Such is restaurant week. Regular people go to expensive restaurants where they get a little window of luxury. Kale really shines in this context where trend and abundance meet in a perfect storm. Kale is cheap. It grows in snow. No one yet has the nerve or has figured out how to make kale expensive so it is one dish at restaurant week that you get a lot of.

Recipe: Whole Foods Kale Kugel

Mushroom Noodle Kugel, courtesy of Whole Foods Market in Hadley 

This comes recommended by a friend, Sarah Kanabay at Whole Foods in Hadley. She refers to kale as the 'poster child leafy green' which probably is why we love it so. 

This recipe for a dish called Kale and Mushroom Noodle Kugel is as comforting as comfort food can get. I think that I might agree with one individual who commented about the dish that the substitution of ricotta for cottage cheese is a good one. As one individual commented on the store's website, ricotta might suffice rather than cottage cheese, to which I agree. 

ALL of these ingredients can be local. If you are a real purist, egg noodles and the ricotta itself can be made at home with local ingredients. I have not yet tried this but will do so once I can figure out how to make noodles. This recipe features quite a few Whole Foods ingredients which can be substituted, of course. Where is the fun in cooking if you don't get to substitute?

Serves 8

This hearty dish features mushrooms, kale and egg noodles, bound with cottage cheese and sour cream for richness. Use a variety of mushrooms in place of the button mushrooms, if you like.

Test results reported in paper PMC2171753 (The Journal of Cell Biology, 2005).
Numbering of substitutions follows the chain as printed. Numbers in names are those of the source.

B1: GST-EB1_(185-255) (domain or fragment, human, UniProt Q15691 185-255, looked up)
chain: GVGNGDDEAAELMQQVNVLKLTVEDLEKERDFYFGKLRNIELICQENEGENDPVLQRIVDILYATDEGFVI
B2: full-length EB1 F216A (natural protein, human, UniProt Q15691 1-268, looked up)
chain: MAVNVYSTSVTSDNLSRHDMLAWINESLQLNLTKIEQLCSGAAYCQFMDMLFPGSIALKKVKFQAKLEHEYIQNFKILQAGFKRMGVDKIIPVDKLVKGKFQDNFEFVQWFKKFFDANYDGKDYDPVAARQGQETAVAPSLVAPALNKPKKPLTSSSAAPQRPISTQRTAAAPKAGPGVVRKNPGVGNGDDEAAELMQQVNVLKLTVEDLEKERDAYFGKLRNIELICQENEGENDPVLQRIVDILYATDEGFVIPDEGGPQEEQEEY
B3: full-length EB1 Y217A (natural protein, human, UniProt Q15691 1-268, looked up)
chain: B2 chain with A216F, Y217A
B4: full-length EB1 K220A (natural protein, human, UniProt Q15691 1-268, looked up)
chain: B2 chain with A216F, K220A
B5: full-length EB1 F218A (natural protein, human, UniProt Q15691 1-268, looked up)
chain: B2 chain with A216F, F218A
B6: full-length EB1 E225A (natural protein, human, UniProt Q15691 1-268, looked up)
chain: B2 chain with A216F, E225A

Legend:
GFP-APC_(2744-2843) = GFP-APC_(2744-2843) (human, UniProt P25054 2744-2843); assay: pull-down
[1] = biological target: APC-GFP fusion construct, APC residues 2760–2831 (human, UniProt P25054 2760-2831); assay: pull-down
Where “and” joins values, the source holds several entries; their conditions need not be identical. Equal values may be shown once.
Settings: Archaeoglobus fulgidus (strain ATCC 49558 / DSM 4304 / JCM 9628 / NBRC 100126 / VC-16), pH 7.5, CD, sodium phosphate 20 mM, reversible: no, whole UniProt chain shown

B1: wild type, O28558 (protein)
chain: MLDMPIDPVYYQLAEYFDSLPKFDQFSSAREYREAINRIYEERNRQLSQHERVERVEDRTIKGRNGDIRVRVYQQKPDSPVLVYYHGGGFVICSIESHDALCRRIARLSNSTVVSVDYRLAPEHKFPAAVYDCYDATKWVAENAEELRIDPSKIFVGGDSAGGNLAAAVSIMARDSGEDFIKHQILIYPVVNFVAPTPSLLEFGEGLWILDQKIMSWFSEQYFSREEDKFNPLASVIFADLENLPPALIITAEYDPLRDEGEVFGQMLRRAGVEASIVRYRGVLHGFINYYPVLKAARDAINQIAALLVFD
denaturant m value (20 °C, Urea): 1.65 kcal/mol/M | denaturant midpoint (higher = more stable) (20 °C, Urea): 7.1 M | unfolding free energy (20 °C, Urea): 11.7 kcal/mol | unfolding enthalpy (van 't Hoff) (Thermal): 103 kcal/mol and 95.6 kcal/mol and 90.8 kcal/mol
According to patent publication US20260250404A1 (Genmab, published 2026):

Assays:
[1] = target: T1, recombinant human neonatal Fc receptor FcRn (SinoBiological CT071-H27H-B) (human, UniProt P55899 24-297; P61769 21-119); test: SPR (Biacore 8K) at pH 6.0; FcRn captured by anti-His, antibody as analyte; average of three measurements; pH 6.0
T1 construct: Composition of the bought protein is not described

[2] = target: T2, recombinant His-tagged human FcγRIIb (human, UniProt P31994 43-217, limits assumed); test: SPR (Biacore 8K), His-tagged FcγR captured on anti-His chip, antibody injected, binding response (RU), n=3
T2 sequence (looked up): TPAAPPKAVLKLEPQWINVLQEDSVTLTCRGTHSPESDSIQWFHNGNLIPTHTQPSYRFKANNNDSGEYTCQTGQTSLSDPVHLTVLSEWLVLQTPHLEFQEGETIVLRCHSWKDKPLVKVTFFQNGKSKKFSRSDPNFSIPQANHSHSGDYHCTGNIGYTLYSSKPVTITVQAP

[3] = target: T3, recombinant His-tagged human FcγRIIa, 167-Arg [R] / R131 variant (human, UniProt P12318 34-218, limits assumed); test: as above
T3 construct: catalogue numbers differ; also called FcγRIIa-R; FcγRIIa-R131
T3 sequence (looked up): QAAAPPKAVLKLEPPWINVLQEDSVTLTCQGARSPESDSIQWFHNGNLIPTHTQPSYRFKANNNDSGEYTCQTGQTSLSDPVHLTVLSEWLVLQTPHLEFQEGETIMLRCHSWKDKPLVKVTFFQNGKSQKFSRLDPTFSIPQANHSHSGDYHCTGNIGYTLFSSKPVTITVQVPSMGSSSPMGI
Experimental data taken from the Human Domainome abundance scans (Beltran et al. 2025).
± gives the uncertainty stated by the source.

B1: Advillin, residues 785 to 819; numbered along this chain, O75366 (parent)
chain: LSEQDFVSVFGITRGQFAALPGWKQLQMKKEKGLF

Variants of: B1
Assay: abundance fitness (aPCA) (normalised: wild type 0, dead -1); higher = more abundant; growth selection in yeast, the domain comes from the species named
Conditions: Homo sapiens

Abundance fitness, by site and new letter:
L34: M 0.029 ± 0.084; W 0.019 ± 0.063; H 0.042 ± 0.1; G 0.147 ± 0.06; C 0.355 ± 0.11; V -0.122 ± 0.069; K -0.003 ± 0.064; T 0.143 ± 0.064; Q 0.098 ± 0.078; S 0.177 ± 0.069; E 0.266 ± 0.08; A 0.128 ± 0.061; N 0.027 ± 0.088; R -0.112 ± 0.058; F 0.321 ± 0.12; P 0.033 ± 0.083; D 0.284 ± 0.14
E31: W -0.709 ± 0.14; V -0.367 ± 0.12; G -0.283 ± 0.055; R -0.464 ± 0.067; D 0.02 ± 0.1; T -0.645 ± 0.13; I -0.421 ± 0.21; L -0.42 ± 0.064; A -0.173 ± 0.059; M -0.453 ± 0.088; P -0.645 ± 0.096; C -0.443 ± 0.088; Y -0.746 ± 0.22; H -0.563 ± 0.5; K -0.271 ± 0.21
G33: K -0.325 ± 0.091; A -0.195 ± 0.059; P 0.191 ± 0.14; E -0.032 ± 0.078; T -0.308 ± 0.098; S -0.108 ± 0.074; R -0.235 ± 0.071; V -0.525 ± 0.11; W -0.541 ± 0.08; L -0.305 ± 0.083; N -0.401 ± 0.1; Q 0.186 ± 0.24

2 tablespoons 365 Everyday Value Unsalted Butter, plus more for buttering
1 (16-ounce) package 365 Everyday Value Wide Enriched Egg Noodles
1 yellow onion, chopped
1 lb white/button or cremini mushrooms, sliced
1/2 teaspoon freshly ground black pepper
1 teaspoon fine sea salt, divided
1 bunch kale (about 3/4 pound), stemmed and thinly sliced
1 tablespoon finely chopped thyme
4 eggs, beaten
1 1/4 cups low-fat cottage cheese
3/4 cup 365 Everyday Value Organic Low Fat Sour Cream


Preheat oven to 350°F. Butter a 9- x 13-inch dish; set aside. Cook noodles in boiling, salted water until al dente. Drain, rinse and drain again; transfer to a large bowl. Heat butter in a large skillet over medium-high heat. Add onions and cook, stirring occasionally, until golden, 8 to 10 minutes. Add mushrooms, pepper and 1/2 teaspoon salt; cook until mushrooms are very tender, 8 to 10 minutes. Stir in kale and cook until wilted, 2 to 3 minutes; add thyme. Add to noodles, toss and set aside. Whisk together eggs, cottage cheese, sour cream and remaining salt. Fold into noodles. Transfer to prepared dish, press down gently, cover with foil and bake 30 minutes. Uncover and continue to bake until lightly browned, about 10 minutes more. Serve warm or room temperature.


Per serving: 360 calories (90 from fat), 10g total fat, 4.5g saturated fat, 170mg cholesterol, 520mg sodium, 52g total carbohydrate (3g dietary fiber, 6g sugar), 19g protein